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(PPAF) = Propagation of this plant prohibited without a license.

Hardiness Zone Map


Echinacea

Coneflower

Notable for a dashing display of bold, daisy-like cut flowers and an easy-to-get-along-with personality, Echinacea is favored by beginning and experienced gardeners for its colorful yet indestructible nature. Sculpted with prominent raised central cones, the hefty flower heads of this summer-blooming perennial are lifted above the greenery on sturdy stems, which are firm enough to hold them without staking. Native to the eastern and central U.S., the dark green, lanceolate leaves are reminiscent of a close relative, Rudbeckia. Perfect in a perennial border or peppered throughout a meadow garden, Coneflower’s erect stalks complement the more relaxed look of other plants.

<i>Echinacea Big Sky™</i> ‘Sundown’

(Evan Saul)

One of the celebrated stars from Richard Saul’s highly touted Big Sky breeding program in Atlanta, Georgia, ‘Sundown’ colors the landscape with blazing intensity. Vibrant, nearly iridescent pinkish orange petals bend back and overlap one another as they swirl around a pronounced chocolate-brown hub. A cross between purpurea and paradoxa, this Echinacea is not only a flamboyant, sweetly fragrant beauty, but a stocky workhorse delivering vigorous, multibranched stems and broad dark green foliage. (PPAF)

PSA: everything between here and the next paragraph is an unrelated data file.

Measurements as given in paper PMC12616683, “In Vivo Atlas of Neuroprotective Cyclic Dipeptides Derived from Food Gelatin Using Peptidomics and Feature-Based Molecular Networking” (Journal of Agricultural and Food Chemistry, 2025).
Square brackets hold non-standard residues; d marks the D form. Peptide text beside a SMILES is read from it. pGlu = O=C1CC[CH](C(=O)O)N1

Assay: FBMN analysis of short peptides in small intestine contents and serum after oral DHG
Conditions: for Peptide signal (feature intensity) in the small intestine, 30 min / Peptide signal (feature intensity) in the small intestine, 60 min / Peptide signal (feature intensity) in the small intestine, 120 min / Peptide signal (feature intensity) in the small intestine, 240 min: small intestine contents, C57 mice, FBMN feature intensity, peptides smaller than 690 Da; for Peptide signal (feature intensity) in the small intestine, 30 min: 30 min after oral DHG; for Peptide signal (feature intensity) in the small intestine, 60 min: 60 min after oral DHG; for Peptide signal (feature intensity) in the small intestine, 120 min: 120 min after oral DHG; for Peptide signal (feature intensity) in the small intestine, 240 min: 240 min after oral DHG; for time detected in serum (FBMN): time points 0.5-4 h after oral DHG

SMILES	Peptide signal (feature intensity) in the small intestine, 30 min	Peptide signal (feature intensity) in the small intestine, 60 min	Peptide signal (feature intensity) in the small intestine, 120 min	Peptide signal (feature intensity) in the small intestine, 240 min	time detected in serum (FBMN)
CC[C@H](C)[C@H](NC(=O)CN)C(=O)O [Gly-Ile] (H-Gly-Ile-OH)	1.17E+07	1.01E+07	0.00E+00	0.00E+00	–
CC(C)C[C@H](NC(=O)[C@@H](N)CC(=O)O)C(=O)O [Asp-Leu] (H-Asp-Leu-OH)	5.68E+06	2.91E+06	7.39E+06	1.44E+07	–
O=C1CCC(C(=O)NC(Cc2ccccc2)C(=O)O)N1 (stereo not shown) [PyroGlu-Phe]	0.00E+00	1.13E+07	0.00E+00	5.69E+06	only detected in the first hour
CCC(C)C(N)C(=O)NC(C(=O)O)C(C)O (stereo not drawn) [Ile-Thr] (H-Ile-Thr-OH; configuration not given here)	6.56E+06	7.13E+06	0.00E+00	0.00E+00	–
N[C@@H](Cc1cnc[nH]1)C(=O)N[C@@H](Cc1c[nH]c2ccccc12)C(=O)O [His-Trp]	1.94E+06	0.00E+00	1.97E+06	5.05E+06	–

Blooms August–September.

Size: 2-1/2' – 3' 0" high x 18" wide.

Hardy to zone 4.

More composed than our other Big Sky offering, but just as reliable, this cultivar serves up illuminated butter yellow blooms that soothe the colorful chaos of the summertime border. Subtly toothed, tasteful foliage defines a full, leafy footing for the ample-sized blooms, which emit a roselike scent while their raised greenish centers mature with golden highlights. (pp#16235)

Blooms August–September.

Size: 2-1/2' – 3' 0" high x 18" wide.

Hardy to zone 4.

<i>Echinacea</i> ‘Harvest Moon™’

“Echinacea” is derived from the greek word for hedgehog and this Echinacea’s pronounced rusty orange cones remind us of the little critter’s spiky fur. Lax, loosely arranged and luminous, the perfumed, overlapping golden yellow rays span 4 in. across and are resilient, even during the worst summer heat. Another prized Richard Saul introduction, ‘Harvest Moon’s extra long lasting, autumn-hued flowers are bolstered by abundantly branched staunch stems and a good-looking, compact leafy base. (pp#17652)

Blooms late July – September.

Size: 2' 0" high x 18" wide.

Hardy to zone 4.

<i>Echinacea pallida</i>